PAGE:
Four months ago, after wild fires destroyed hundreds of homes in Sonoma County, many low-income seniors were left without homes and placed in temporary housing. Many have yet to find permanent lodging, according to the San Francisco Chronicle.
America’s housing crisis continues with no end in sight. As rents increase threefold over wages, more than 11 million families spend more than half of their pay for housing. According to Huffington Post, nine foundations formed a partnership to fund policy, advocacy and organizing to increase access to affordable housing for low-income families and those facing homelessness.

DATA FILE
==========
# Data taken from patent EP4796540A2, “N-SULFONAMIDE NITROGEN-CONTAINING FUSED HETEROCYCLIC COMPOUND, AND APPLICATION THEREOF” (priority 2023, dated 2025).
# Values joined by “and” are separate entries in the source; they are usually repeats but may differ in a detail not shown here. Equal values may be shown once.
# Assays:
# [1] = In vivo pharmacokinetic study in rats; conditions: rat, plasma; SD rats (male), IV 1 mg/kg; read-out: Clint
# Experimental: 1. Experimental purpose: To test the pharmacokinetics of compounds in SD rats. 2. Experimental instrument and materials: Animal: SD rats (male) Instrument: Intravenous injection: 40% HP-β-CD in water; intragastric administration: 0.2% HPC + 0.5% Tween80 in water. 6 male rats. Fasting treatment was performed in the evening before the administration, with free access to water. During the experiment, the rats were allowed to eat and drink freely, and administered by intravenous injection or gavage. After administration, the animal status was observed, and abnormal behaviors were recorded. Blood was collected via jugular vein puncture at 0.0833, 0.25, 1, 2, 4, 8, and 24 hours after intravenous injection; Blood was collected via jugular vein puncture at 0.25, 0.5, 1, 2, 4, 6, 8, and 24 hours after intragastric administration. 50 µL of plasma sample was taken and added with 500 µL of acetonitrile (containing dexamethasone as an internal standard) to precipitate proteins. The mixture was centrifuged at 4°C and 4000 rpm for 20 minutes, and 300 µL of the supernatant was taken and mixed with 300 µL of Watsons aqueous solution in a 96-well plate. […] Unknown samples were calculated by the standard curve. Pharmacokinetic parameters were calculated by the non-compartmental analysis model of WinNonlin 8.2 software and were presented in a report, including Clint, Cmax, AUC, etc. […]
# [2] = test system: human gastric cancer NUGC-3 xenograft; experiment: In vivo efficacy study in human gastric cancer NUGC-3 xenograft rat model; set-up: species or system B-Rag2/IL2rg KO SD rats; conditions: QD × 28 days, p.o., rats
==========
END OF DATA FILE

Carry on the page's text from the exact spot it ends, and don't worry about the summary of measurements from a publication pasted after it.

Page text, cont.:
Low-income, subsidized renters may have to pay higher rent, beginning sometime this year, if proposed changes to federal income and housing legislation is signed into law.
Behavioral health, affordable housing and homeless services agencies have a common goal to improve the wellbeing of their clients, but they often work in silos, with different languages, acronyms, cultures, operating practices and resources.
Five percent of California families live in “deep poverty,” a segment of the population, say researchers, made worse by the state’s exorbitant housing costs.